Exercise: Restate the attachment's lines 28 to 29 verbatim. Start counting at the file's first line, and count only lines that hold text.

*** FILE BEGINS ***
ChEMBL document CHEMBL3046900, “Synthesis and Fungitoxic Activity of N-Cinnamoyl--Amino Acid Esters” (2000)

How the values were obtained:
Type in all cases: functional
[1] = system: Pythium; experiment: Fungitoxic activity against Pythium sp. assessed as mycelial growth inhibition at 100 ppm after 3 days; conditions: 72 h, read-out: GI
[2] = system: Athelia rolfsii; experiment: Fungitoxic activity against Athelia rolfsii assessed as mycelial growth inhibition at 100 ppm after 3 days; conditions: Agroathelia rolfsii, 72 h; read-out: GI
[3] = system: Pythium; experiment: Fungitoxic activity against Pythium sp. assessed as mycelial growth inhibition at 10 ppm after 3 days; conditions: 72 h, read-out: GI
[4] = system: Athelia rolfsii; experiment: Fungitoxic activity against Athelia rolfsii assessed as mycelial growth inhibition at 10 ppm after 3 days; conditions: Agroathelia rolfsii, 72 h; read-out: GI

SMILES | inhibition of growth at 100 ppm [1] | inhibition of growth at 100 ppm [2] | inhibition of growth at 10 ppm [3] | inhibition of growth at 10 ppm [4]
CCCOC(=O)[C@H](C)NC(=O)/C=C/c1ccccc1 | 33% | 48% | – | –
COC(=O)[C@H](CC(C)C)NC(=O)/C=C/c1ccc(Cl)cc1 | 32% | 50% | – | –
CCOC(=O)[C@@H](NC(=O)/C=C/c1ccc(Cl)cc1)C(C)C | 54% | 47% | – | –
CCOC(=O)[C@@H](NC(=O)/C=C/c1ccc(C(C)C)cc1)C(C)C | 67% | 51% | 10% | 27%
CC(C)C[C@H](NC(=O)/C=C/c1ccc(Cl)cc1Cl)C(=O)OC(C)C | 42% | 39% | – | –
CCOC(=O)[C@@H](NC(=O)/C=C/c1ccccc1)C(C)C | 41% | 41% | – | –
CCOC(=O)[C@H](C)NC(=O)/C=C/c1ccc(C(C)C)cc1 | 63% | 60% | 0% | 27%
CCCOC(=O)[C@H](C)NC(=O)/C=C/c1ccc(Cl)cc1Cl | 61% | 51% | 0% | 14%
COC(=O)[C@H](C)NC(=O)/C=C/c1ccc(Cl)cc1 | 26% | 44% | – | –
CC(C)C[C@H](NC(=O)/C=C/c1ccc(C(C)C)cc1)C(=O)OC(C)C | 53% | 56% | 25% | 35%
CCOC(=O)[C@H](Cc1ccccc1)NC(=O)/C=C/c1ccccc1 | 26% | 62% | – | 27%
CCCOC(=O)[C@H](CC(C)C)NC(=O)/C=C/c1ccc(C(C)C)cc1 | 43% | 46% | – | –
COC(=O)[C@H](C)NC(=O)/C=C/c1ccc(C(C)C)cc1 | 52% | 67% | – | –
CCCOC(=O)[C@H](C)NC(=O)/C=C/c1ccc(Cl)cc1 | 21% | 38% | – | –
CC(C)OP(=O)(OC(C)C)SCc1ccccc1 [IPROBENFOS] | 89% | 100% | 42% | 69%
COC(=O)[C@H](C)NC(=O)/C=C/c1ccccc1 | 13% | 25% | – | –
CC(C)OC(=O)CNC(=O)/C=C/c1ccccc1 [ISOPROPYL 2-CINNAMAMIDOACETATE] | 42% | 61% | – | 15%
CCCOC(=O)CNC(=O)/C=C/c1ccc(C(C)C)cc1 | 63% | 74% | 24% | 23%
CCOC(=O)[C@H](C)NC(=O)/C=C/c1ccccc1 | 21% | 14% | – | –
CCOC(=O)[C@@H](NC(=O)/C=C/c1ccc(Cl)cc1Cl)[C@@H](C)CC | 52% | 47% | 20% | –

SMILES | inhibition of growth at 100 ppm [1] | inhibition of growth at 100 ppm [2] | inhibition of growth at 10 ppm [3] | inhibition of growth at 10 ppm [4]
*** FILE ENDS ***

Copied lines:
CCOC(=O)[C@@H](NC(=O)/C=C/c1ccc(Cl)cc1Cl)[C@@H](C)CC | 52% | 47% | 20% | –

SMILES | inhibition of growth at 100 ppm [1] | inhibition of growth at 100 ppm [2] | inhibition of growth at 10 ppm [3] | inhibition of growth at 10 ppm [4]